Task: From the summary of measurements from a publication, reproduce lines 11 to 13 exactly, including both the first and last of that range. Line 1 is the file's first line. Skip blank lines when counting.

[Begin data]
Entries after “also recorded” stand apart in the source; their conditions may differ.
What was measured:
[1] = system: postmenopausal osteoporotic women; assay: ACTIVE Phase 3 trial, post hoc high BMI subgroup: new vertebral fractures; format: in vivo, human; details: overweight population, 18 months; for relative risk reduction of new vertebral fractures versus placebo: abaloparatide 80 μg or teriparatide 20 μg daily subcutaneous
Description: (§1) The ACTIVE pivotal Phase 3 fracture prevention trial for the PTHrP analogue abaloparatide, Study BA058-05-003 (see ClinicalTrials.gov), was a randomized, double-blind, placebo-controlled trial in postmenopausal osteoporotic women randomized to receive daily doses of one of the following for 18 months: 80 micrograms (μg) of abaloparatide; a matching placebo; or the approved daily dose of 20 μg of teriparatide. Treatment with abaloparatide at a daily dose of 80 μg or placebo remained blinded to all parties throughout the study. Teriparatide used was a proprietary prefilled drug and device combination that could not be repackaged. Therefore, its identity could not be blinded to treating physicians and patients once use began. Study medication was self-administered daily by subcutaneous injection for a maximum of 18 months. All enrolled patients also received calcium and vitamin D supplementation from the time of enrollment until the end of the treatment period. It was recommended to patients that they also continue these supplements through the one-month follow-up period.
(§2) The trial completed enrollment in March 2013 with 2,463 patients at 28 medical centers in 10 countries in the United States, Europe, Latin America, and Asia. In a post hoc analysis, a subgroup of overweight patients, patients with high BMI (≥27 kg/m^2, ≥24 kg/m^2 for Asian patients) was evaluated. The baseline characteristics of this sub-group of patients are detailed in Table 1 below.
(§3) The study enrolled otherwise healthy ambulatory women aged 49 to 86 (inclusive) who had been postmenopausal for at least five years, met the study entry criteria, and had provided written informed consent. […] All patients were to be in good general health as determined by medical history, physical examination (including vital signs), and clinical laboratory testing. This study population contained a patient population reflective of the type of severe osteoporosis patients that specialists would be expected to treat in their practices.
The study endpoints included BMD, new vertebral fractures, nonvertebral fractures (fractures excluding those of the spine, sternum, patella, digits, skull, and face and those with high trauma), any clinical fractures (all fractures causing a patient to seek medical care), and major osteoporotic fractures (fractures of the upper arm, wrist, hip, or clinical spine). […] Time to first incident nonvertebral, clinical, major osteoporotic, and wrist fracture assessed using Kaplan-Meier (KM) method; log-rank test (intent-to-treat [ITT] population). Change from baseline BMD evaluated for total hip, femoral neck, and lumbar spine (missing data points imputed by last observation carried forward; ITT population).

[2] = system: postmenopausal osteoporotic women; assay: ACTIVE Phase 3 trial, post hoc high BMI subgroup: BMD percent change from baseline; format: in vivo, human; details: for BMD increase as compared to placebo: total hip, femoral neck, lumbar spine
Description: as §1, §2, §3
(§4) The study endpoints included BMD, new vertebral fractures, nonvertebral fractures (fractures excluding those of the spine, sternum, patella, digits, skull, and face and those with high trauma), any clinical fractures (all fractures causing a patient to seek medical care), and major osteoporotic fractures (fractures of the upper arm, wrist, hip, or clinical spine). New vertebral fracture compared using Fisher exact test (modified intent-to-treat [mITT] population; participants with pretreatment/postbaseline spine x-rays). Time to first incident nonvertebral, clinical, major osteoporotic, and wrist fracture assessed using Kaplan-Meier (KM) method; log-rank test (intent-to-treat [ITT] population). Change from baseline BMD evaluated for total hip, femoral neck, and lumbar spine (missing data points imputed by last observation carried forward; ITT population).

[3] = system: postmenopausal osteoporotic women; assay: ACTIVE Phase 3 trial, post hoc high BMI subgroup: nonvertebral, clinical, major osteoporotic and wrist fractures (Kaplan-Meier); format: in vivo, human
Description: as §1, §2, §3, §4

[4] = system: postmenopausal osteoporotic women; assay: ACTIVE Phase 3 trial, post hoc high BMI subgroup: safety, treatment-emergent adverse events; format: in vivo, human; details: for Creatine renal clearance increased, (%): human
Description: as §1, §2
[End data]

[3] = system: postmenopausal osteoporotic women; assay: ACTIVE Phase 3 trial, post hoc high BMI subgroup: nonvertebral, clinical, major osteoporotic and wrist fractures (Kaplan-Meier); format: in vivo, human
Description: as §1, §2, §3, §4

[4] = system: postmenopausal osteoporotic women; assay: ACTIVE Phase 3 trial, post hoc high BMI subgroup: safety, treatment-emergent adverse events; format: in vivo, human; details: for Creatine renal clearance increased, (%): human